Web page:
Weekend: Chance of Precipitation: Fri: 0% / Sat: 0% / Sun: 30%.
Rising star among California Democrats takes stage at convention
By Sharon Bernstein LOS ANGELES (Reuters) - California Attorney General Kamala Harris sought to engage and energize fellow Democrats on Saturday and warned them not to become complacent with their domination of state politics. A rising star widely expected to seek higher office, Harris, 49, urged Democrats to "stay awake" at her party's annual convention in Los Angeles, drawing a standing ovation as she urged attention to civil rights issues and consumer protection. Let's stay awake," she warned Democrats, whose party holds about two-thirds of seats in the state legislature as well as the posts of governor, lieutenant governor, secretary of state and attorney general. Harris, who served as district attorney of San Francisco before being elected attorney general in 2010, is heading into her re-election bid with a $3 million war chest and little opposition.
Rand Paul wins again in conservative Republican poll
Senator Rand Paul of Kentucky came out the favorite for the second straight year among Republican conservative activists voting for the candidate they would like to see in the White House next. Paul, a potential 2016 White House contender, won 31 percent in the annual straw poll taken at the Conservative Political Action Conference. His closest competitors were Texas Senator Ted Cruz, with 11 percent, and conservative neurosurgeon Ben Carson with 9 percent.
California election season starts with Democrats convention
By Sharon Bernstein LOS ANGELES (Reuters) - California Democrats on Saturday vowed to restore their two-thirds majority in the legislature and push their statewide success eastward in an effort to retake a majority in Congress. The pledge at the state's annual Democratic convention came a week after Democrats effectively lost their prized two-thirds majority in the legislature as two state senators were forced to go on leave under criminal indictments or convictions. The convention, which effectively kicks off election season, showcased Democratic stars such as California Governor Jerry Brown and the state's Attorney General Kamala Harris as well as featured former U.S. House Speaker Nancy Pelosi, whom party leaders are hoping may be able to return to her old job. Brown, who is running for an unprecedented fourth term in November, said California had been written off for dead and called a failed state, but now it is recovering faster than the rest of the nation.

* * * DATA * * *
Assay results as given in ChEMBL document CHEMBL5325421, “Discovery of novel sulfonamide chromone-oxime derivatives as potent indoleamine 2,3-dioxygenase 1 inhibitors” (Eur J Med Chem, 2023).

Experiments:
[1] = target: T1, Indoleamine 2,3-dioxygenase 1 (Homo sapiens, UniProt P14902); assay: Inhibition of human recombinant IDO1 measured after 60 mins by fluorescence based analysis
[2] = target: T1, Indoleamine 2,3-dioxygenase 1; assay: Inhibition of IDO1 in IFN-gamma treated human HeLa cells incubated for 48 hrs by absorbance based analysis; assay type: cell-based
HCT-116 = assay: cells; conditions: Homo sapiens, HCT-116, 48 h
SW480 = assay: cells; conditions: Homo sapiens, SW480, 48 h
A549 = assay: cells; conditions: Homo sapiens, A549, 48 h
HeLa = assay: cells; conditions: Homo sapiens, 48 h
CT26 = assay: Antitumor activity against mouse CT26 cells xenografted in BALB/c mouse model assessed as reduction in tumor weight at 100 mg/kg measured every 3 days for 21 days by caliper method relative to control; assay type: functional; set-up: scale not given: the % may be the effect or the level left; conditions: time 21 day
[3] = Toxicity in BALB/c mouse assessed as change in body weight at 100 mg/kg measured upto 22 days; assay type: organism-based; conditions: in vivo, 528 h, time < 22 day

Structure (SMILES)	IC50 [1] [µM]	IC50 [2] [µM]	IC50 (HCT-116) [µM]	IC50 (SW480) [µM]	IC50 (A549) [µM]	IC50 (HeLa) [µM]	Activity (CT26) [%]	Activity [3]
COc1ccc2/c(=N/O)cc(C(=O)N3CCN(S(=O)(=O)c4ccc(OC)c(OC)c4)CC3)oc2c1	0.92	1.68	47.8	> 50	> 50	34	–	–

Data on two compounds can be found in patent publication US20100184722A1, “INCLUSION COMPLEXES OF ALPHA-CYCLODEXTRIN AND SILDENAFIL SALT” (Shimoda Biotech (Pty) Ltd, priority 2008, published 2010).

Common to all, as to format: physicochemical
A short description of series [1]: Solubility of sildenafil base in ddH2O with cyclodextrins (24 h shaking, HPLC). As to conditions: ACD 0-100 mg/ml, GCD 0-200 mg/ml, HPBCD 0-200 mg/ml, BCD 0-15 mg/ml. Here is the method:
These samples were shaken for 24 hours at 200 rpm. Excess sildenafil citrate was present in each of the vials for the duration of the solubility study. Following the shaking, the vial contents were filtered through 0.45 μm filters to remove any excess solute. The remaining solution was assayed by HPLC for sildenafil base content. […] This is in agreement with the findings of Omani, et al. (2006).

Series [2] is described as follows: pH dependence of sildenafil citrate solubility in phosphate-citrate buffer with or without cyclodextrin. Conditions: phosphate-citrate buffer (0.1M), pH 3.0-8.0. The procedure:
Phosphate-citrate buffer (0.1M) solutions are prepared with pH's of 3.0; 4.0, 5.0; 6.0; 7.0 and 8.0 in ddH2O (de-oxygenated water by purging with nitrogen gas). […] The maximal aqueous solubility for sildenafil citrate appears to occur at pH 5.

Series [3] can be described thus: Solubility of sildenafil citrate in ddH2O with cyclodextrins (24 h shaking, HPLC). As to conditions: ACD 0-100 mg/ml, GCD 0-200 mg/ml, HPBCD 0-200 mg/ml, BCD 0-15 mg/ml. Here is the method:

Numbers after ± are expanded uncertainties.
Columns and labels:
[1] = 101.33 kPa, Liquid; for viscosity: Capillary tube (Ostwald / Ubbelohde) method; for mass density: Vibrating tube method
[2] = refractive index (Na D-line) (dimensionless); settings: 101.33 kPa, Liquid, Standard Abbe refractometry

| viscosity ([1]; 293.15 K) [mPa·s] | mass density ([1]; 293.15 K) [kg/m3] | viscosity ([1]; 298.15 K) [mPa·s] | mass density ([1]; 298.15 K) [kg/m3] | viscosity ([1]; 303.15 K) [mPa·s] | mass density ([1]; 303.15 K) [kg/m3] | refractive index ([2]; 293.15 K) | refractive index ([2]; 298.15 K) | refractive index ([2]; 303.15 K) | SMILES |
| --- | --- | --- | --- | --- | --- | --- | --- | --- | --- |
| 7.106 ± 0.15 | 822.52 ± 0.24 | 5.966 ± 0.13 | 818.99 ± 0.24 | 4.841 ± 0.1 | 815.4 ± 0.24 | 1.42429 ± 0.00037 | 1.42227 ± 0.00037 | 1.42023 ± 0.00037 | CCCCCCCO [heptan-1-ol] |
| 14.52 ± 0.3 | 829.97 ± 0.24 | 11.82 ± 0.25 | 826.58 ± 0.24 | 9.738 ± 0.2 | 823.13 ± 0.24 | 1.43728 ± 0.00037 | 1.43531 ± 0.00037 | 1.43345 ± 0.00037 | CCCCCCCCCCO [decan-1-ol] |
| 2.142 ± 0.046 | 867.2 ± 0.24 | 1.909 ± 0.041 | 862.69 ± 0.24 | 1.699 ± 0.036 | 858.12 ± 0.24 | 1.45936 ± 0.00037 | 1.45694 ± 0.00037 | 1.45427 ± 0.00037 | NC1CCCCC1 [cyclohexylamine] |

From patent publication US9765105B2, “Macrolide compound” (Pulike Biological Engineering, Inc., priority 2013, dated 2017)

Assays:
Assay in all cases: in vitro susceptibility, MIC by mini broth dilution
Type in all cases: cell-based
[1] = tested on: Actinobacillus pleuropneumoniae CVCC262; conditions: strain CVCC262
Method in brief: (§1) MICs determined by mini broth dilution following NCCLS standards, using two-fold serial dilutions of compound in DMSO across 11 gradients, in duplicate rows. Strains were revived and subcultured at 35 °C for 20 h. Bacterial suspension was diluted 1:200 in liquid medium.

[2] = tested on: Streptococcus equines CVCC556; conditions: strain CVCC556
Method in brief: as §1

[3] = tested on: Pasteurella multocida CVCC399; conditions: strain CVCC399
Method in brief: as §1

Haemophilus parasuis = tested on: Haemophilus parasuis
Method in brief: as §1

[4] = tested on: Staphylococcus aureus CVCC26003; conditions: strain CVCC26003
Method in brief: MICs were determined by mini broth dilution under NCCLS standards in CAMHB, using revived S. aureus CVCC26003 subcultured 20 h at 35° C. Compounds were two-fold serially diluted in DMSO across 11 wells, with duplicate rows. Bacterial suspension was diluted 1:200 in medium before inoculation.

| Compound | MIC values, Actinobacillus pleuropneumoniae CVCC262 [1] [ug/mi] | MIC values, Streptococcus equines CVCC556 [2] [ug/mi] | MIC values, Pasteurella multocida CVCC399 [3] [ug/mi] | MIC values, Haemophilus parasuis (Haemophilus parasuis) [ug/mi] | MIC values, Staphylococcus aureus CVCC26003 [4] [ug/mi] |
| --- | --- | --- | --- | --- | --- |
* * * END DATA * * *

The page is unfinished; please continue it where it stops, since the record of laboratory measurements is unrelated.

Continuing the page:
Obama to expand national monument on California coast: White House
President Barack Obama will expand a national monument in California this week to add about 1,665 acres of Pacific shoreline, the White House said on Saturday. Obama on Tuesday will add the federally owned Point Arena-Stornetta Public Lands to the California Coastal National Monument, about 100 miles north of San Francisco, said a White House official who declined to be named. President Bill Clinton established the California Coastal National Monument in 2000 to protect coastal resources.Sat, 08 Mar 2014 20:39:41 -0500
Republicans gain momentum in close fight for U.S. Senate
By John Whitesides WASHINGTON (Reuters) - Eight months before the November 4 elections, Republicans have expanded the number of competitive races for U.S. Senate seats and have a growing chance of gaining control of that chamber and stalling Democratic President Barack Obama's second-term agenda. Public dissatisfaction with the president, concerns about his healthcare overhaul and a sluggish economy, and a series of retirements by key Democratic senators in conservative states have made a rugged year for Democrats even more so, analysts and strategists in both parties say. Republicans, who are widely expected to retain control of the U.S. House of Representatives, need a net gain of six seats to take back the 100-member Senate. Although the primary season is just starting and the candidates in many races are not set, polls suggest Republicans have boosted their odds of gaining additional Senate seats by becoming competitive in politically divided states such as Michigan and Colorado, where a year ago they were given little chance of winning.